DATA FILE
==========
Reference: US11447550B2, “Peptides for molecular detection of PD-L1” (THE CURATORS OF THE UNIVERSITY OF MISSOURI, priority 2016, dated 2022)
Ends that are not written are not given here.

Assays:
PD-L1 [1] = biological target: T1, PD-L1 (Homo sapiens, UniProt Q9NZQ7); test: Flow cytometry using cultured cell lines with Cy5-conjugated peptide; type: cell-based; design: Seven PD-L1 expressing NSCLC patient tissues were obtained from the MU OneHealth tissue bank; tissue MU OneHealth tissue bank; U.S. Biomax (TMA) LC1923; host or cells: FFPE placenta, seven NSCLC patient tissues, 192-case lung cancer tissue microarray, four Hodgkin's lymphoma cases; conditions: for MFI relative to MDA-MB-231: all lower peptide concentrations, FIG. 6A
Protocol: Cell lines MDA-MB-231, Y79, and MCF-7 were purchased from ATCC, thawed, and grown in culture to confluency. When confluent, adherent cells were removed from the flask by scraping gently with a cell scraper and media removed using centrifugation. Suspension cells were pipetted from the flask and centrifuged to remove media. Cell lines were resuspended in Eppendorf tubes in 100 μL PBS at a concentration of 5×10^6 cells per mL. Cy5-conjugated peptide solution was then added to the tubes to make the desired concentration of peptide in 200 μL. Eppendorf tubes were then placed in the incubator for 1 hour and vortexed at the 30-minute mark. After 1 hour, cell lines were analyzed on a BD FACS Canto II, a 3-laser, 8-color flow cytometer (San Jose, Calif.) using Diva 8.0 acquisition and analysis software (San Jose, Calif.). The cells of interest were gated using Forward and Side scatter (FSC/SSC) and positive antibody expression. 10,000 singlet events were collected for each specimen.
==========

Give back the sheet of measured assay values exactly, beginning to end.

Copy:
Reference: US11447550B2, “Peptides for molecular detection of PD-L1” (THE CURATORS OF THE UNIVERSITY OF MISSOURI, priority 2016, dated 2022)
Ends that are not written are not given here.

Assays:
PD-L1 [1] = biological target: T1, PD-L1 (Homo sapiens, UniProt Q9NZQ7); test: Flow cytometry using cultured cell lines with Cy5-conjugated peptide; type: cell-based; design: Seven PD-L1 expressing NSCLC patient tissues were obtained from the MU OneHealth tissue bank; tissue MU OneHealth tissue bank; U.S. Biomax (TMA) LC1923; host or cells: FFPE placenta, seven NSCLC patient tissues, 192-case lung cancer tissue microarray, four Hodgkin's lymphoma cases; conditions: for MFI relative to MDA-MB-231: all lower peptide concentrations, FIG. 6A
Protocol: Cell lines MDA-MB-231, Y79, and MCF-7 were purchased from ATCC, thawed, and grown in culture to confluency. When confluent, adherent cells were removed from the flask by scraping gently with a cell scraper and media removed using centrifugation. Suspension cells were pipetted from the flask and centrifuged to remove media. Cell lines were resuspended in Eppendorf tubes in 100 μL PBS at a concentration of 5×10^6 cells per mL. Cy5-conjugated peptide solution was then added to the tubes to make the desired concentration of peptide in 200 μL. Eppendorf tubes were then placed in the incubator for 1 hour and vortexed at the 30-minute mark. After 1 hour, cell lines were analyzed on a BD FACS Canto II, a 3-laser, 8-color flow cytometer (San Jose, Calif.) using Diva 8.0 acquisition and analysis software (San Jose, Calif.). The cells of interest were gated using Forward and Side scatter (FSC/SSC) and positive antibody expression. 10,000 singlet events were collected for each specimen.